WASHINGTON -- President Bush pushed aside a Canadian trade dispute and ignored negotiations with Congress on urban aid yesterday to deal with the hottest topic in the nation: a television character's decision to have a baby out of wedlock instead of an abortion.
After Vice President Dan Quayle created a national furor by attacking Murphy Brown, the fictional star of a TV situation comedy of the same name, the White House spent much of the day groping for the right response to the issue.
"I don't favor abortion, and I think that opting for life is a better path," the president told reporters who shouted, "What about Murphy Brown?" at an early afternoon news conference.
But he also said, "I believe that children should have the benefit of being born into families with a mother and a father who will give them love and care and attention all their lives."
Then, he added firmly, "I'm not going to get into the details of a very popular television show."
Not so Mr. Quayle, who started the controversy in a speech Tuesday attacking Murphy Brown for "mocking the importance of fathers" by calling the character's decision to bear a child alone a "lifestyle choice."
The vice president couldn't even find any redeeming value in what White House spokesman Marlin Fitzwater had earlier praised as the television anchorwoman's "pro-life" decision to give birth to the child she conceived by a former husband rather than abort it.
"Hey, this is a sitcom. My complaint is that Hollywood thinks it's cute to glamorize illegitimacy. Hollywood doesn't get it," Mr. Quayle said outside a school he visited during a tour of the Los Angeles riot zone.
With some 38 million viewers tuned in to Monday night's episode, in which Murphy Brown gave birth to a boy, it was certainly an issue that caught America's attention.
Yesterday's New York Daily News bannered the story: "QUAYLE TO MURPHY BROWN: YOU TRAMP!" The New York Post countered with: "MURPHY HAS A BABY . . . QUAYLE HAS A COW." The story dominated radio talk shows all day and led last night's network newscasts.
The controversy left Canadian Prime Minister Brian Mulroney feeling so left out during his visit to Mr. Bush at the White House yesterday that he offered to give reporters a "Canadian version" in response to the Murphy Brown question.
Normally Mr. Quayle's practice of speaking more bluntly, and with a more strident conservatism, than Mr. Bush can be finessed by aides, who can distance Mr. Bush from the vice president's remarks.
But Mr. Fitzwater, who calls himself a "Murphy Brown" fan with a lifelong crush on its star, Candice Bergen, had trouble yesterday figuring out just what the distance ought to be.
As usual, the vice president's remarks had not been cleared in advance by Mr. Bush's staff, who woke up to find them prominently displayed in the morning papers.
At a first casual meeting with reporters early yesterday morning, Mr. Fitzwater appeared to have a prepared response in support of the vice president, noting that "glorification of life as an unwed mother . . . does not do good service to most unwed mothers, who are not highly-paid, glamorous anchorwomen."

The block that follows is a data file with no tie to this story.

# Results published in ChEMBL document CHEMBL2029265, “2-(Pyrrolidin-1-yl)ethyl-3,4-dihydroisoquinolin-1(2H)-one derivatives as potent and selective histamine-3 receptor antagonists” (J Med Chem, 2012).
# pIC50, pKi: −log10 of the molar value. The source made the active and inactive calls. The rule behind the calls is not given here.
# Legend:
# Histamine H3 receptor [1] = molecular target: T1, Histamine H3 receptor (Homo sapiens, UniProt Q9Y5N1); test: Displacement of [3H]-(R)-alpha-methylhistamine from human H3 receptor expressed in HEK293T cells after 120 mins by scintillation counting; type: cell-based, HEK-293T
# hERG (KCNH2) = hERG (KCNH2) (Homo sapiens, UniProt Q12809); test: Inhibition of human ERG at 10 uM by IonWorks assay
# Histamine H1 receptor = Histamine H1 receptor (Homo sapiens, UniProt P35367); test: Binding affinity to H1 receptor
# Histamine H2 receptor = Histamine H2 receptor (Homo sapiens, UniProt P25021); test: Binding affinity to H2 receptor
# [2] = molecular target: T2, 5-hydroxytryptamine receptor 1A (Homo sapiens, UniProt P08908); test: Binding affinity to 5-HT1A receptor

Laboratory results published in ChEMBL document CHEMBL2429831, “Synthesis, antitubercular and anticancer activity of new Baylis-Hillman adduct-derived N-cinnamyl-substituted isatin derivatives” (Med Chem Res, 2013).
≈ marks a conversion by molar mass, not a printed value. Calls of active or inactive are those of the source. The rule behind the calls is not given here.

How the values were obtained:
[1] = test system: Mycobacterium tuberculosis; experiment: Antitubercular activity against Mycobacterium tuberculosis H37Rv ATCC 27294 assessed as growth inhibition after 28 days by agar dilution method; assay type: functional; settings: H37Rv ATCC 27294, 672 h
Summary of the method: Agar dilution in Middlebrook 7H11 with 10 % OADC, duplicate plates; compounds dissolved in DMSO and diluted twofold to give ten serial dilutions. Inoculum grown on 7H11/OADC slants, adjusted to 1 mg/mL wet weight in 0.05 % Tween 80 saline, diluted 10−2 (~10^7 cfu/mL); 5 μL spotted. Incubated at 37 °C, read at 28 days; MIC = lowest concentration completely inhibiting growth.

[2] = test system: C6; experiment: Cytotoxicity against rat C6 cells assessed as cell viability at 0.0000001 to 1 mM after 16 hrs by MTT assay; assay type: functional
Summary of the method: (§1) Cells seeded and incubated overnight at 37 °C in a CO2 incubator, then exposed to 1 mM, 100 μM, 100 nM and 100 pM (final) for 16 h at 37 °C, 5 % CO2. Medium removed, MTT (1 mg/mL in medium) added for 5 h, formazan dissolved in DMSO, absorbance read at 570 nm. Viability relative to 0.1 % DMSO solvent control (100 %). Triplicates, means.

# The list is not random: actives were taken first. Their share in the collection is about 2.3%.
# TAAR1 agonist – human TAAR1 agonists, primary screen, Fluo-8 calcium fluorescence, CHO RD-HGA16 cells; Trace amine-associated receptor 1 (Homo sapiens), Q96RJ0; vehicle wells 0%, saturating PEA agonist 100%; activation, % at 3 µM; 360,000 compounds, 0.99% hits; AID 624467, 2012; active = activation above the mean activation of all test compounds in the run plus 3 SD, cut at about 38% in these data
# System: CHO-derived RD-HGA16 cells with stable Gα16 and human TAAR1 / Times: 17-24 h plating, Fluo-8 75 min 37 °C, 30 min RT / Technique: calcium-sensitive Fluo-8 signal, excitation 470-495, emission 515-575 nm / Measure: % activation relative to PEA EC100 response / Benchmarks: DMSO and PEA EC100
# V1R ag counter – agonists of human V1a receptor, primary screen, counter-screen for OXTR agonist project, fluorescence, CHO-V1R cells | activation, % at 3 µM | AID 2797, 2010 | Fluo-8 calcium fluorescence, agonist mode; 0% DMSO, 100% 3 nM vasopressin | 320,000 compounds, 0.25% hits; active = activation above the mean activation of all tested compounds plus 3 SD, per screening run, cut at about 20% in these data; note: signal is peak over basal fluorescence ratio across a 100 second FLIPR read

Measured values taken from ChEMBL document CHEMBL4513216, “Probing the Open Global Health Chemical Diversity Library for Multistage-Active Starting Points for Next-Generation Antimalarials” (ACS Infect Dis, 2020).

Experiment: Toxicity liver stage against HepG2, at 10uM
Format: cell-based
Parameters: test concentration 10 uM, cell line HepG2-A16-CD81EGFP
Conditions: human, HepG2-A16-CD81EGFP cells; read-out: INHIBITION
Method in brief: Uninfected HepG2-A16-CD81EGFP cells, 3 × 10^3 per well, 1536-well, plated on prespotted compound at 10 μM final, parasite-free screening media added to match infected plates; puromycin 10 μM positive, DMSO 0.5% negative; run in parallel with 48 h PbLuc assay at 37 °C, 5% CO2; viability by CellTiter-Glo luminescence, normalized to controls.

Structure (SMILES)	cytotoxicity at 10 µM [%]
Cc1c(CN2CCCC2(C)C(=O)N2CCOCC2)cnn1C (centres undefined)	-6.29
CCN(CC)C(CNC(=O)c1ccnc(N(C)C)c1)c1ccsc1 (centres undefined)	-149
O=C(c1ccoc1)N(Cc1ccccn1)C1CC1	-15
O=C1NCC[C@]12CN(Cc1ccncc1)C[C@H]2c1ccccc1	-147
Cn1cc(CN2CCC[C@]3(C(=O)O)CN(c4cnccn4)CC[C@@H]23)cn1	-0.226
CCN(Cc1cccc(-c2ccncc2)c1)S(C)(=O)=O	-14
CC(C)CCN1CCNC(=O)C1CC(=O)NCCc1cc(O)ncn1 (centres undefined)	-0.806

After meeting with his staff -- and possibly discussing the issue with other White House officials -- the spokesman returned about 20 minutes later to soften the criticism. He noted that by forsaking abortion, the Murphy Brown character "is demonstrating pro-life values which we think are good."
After the president was asked by reporters whom he sided with on the issue, Mr. Quayle or Mr. Fitzwater, the spokesman returned to the press room once more to try to play down any disagreement.
By noon, Mr. Bush had Mr. Quayle on the telephone from Los Angeles to help prepare the remarks he would make at a White House news conference an hour later.
"This is big, television is big, fictional characters are bigger than life," Mr. Fitzwater observed. "Maybe all the candidates should attack fictional characters."
In Los Angeles, where Quayle aides bragged that their man was taking on the entertainment industry in its heart, there was no sign of a cease-fire.
THE 'MURPHY' FLAP
DAN QUAYLE: "Bearing babies irresponsibly is wrong. Failing to support children one has fathered is wrong. It doesn't help matters when prime-time TV has Murphy Brown, a character who supposedly epitomizes today's intelligent, highly paid, professional woman, mocking the importance of fathers by bearing a child alone and then calling it just another 'lifestyle choice.'"
MARLIN FITZWATER, 8:20 a.m.: "The concern now is that the glorification of life as an unwed mother. . . does not do good service to most unwed mothers who are not highly paid glamorous anchorwomen."
MARLIN FITZWATER, 8:40 a.m.: "The "Murphy Brown" show is an excellent show. The fact is she is demonstrating pro-life values which we think are good."
PRESIDENT BUSH: "I think we'd have a much more stable environment everywhere in our country if we had more families -- put it this way, if the kids had the advantages of two-parent households. It's not always easy, not always possible. . . . Well, as you know, I don't favor abortion. And I think that opting for life is a better path."
DIANE ENGLISH, "MURPHY BROWN" PRODUCER: "If he (quayle) believes that a woman cannot adequately raise a child without a father, then he'd better make sure abortion remains safe and legal."